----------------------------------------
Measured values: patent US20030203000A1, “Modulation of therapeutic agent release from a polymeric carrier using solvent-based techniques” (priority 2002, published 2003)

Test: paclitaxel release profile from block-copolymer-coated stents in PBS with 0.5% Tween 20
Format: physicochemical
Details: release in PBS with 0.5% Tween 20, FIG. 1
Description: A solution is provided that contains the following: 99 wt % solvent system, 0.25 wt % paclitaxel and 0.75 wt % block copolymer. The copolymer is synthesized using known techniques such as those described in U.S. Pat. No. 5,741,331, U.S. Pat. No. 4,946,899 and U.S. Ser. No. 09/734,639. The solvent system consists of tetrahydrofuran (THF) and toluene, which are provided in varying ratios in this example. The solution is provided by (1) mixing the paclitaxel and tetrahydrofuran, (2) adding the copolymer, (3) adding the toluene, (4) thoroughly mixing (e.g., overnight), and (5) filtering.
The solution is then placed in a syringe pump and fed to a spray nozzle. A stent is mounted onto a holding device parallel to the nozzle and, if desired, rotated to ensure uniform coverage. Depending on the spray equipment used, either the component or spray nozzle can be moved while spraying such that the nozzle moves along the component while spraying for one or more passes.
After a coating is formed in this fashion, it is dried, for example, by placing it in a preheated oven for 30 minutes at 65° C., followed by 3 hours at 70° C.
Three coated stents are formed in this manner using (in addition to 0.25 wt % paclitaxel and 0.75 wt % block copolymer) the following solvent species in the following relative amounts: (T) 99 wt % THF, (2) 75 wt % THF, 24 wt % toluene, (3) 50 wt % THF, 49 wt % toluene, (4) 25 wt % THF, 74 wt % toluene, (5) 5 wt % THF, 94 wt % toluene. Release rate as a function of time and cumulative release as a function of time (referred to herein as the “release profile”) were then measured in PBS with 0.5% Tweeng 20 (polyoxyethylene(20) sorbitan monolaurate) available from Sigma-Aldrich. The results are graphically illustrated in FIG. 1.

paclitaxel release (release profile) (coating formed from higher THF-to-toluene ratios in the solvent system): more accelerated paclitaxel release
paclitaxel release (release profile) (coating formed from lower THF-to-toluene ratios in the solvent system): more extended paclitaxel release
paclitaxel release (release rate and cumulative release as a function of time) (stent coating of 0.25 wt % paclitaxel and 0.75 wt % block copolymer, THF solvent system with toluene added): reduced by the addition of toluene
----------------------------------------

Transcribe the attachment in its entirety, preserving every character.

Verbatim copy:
Measured values: patent US20030203000A1, “Modulation of therapeutic agent release from a polymeric carrier using solvent-based techniques” (priority 2002, published 2003)

Test: paclitaxel release profile from block-copolymer-coated stents in PBS with 0.5% Tween 20
Format: physicochemical
Details: release in PBS with 0.5% Tween 20, FIG. 1
Description: A solution is provided that contains the following: 99 wt % solvent system, 0.25 wt % paclitaxel and 0.75 wt % block copolymer. The copolymer is synthesized using known techniques such as those described in U.S. Pat. No. 5,741,331, U.S. Pat. No. 4,946,899 and U.S. Ser. No. 09/734,639. The solvent system consists of tetrahydrofuran (THF) and toluene, which are provided in varying ratios in this example. The solution is provided by (1) mixing the paclitaxel and tetrahydrofuran, (2) adding the copolymer, (3) adding the toluene, (4) thoroughly mixing (e.g., overnight), and (5) filtering.
The solution is then placed in a syringe pump and fed to a spray nozzle. A stent is mounted onto a holding device parallel to the nozzle and, if desired, rotated to ensure uniform coverage. Depending on the spray equipment used, either the component or spray nozzle can be moved while spraying such that the nozzle moves along the component while spraying for one or more passes.
After a coating is formed in this fashion, it is dried, for example, by placing it in a preheated oven for 30 minutes at 65° C., followed by 3 hours at 70° C.
Three coated stents are formed in this manner using (in addition to 0.25 wt % paclitaxel and 0.75 wt % block copolymer) the following solvent species in the following relative amounts: (T) 99 wt % THF, (2) 75 wt % THF, 24 wt % toluene, (3) 50 wt % THF, 49 wt % toluene, (4) 25 wt % THF, 74 wt % toluene, (5) 5 wt % THF, 94 wt % toluene. Release rate as a function of time and cumulative release as a function of time (referred to herein as the “release profile”) were then measured in PBS with 0.5% Tweeng 20 (polyoxyethylene(20) sorbitan monolaurate) available from Sigma-Aldrich. The results are graphically illustrated in FIG. 1.

paclitaxel release (release profile) (coating formed from higher THF-to-toluene ratios in the solvent system): more accelerated paclitaxel release
paclitaxel release (release profile) (coating formed from lower THF-to-toluene ratios in the solvent system): more extended paclitaxel release
paclitaxel release (release rate and cumulative release as a function of time) (stent coating of 0.25 wt % paclitaxel and 0.75 wt % block copolymer, THF solvent system with toluene added): reduced by the addition of toluene